One easy way is to calculate carb intake on keto is to find your <a target="_blank" href="https://www.calculator.net/bmr-calculator.html">Basal Metabolic Rate (BMR)</a>. Don’t worry about the fancy term. BMR simply means how many calories you burn just being alive. Believe it or not, it’s more than you probably guess. Even the average sedentary adult male burns about 2,400 calories per day. For women, it’s around 1,800<sup>3</sup>. And remember, that doesn’t include exercise.
If your number one goal is to lose weight, do your best to follow the ketogenic diet guideline of about 5 percent of your daily carbs. But if you’re planning to deviate from ketosis for a day or two, here are some other guidelines for going low-carb.
<h5><p style="color: #000000">Macronutrients on Keto</p></h5>
Remember that there are three macronutrients: protein, fat, and carbohydrates. A gram of protein or carbs is four calories, while a gram of fat is nine.
The ketogenic diet recommends, that to stay in ketosis, about 5 percent of your daily calories come from carbs, 20 to 25 percent from protein, and 60 to 75 percent from high-quality fat sources.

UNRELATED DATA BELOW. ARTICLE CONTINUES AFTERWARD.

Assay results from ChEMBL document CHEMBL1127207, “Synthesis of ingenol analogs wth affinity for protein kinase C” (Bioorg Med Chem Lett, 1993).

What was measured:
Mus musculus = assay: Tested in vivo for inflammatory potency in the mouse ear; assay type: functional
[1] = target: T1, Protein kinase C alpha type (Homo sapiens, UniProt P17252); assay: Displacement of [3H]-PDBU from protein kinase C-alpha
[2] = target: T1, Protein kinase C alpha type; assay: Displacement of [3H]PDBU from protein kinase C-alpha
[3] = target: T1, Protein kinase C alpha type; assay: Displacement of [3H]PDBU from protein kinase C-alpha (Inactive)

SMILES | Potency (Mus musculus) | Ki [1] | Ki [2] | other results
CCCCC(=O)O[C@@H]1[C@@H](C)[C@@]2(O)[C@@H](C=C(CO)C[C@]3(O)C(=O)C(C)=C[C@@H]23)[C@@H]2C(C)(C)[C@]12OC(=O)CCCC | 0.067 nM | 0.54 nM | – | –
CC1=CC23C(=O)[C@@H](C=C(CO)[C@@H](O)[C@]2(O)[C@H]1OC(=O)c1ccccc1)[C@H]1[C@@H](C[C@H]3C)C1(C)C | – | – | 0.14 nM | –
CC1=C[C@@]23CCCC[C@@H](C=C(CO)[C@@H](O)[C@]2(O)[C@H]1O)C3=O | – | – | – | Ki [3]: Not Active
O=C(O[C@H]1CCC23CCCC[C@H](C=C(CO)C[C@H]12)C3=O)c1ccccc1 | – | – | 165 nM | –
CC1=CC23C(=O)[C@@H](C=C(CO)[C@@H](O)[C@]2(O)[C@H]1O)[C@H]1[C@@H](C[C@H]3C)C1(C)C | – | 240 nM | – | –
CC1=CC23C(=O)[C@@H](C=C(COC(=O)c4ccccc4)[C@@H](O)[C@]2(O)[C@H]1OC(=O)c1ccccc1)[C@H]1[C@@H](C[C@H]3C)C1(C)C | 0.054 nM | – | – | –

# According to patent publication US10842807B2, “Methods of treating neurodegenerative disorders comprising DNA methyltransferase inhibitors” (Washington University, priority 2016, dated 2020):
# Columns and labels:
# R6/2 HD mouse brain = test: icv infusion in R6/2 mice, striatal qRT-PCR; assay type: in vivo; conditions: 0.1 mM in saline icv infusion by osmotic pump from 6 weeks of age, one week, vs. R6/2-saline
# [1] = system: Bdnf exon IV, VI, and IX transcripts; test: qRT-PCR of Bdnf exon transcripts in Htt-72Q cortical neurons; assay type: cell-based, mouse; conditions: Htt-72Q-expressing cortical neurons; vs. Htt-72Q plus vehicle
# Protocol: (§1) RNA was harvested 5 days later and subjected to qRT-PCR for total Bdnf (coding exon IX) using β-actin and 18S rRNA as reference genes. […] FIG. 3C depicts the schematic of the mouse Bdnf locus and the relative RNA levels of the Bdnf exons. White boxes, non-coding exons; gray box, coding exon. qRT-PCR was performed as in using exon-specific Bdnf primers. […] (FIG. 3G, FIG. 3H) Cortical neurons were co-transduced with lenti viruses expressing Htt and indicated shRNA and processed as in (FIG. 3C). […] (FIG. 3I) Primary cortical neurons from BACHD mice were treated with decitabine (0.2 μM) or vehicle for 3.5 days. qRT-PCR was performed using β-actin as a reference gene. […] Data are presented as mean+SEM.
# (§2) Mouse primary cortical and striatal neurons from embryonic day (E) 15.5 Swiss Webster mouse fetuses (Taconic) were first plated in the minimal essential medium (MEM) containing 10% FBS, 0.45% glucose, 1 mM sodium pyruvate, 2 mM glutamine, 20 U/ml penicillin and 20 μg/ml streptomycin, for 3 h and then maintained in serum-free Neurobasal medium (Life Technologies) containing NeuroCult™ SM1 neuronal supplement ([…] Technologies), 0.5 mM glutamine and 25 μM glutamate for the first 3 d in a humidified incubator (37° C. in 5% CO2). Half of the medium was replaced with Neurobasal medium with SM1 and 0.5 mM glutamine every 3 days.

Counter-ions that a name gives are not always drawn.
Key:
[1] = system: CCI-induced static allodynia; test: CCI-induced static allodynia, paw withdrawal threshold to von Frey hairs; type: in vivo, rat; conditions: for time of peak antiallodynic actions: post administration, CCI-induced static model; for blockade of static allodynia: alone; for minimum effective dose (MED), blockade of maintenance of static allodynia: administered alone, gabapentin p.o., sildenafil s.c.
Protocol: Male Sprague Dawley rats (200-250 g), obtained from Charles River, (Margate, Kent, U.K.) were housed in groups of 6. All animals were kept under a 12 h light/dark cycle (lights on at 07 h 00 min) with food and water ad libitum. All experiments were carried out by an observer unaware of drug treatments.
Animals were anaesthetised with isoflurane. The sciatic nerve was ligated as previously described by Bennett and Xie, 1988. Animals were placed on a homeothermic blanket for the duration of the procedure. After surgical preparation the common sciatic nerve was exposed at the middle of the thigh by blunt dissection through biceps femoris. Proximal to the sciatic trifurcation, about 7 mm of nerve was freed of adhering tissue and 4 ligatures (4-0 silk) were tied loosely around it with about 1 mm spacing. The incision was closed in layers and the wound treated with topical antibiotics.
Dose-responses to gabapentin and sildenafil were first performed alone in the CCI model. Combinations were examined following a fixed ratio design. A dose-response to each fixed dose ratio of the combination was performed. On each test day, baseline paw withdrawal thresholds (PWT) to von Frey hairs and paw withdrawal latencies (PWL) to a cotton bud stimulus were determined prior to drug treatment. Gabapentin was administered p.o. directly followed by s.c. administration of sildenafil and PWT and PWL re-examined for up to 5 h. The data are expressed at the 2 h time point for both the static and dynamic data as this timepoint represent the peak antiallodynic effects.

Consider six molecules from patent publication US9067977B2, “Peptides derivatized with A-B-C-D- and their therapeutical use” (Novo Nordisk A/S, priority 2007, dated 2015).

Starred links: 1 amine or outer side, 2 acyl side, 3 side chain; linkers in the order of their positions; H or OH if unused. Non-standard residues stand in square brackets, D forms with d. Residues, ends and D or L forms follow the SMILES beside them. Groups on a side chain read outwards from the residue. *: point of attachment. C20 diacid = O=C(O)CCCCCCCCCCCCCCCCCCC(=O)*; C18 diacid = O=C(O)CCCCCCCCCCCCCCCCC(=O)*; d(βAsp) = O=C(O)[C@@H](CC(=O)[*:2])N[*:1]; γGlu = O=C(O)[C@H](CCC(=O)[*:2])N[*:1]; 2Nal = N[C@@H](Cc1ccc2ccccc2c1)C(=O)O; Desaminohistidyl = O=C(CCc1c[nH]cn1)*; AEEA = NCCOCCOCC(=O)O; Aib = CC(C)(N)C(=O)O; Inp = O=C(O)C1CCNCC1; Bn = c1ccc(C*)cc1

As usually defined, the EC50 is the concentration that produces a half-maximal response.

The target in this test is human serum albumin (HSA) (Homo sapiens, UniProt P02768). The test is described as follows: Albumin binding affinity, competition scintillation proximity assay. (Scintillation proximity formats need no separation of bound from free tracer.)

<h5><p style="color: #000000">When Starting Out on Keto</p></h5>
Dropping from 200 grams of carbs per day to a low-carb range of below fifty grams takes some adjusting. If you are feeling sick from the early stages of adapting to ketosis, try a day or two of fifty to seventy-five grams of total carbs. This slight spike in carbs, as you begin ketosis, may help “wean” your body off glucose a little slower and decrease symptoms of the keto flu.
Don’t overdo it with the carbs, though. Eating a ton of carbs will only force you to start the process of entering ketosis and creating ketones over, as your body will store the carbs as glucose that needs to be burned off once more.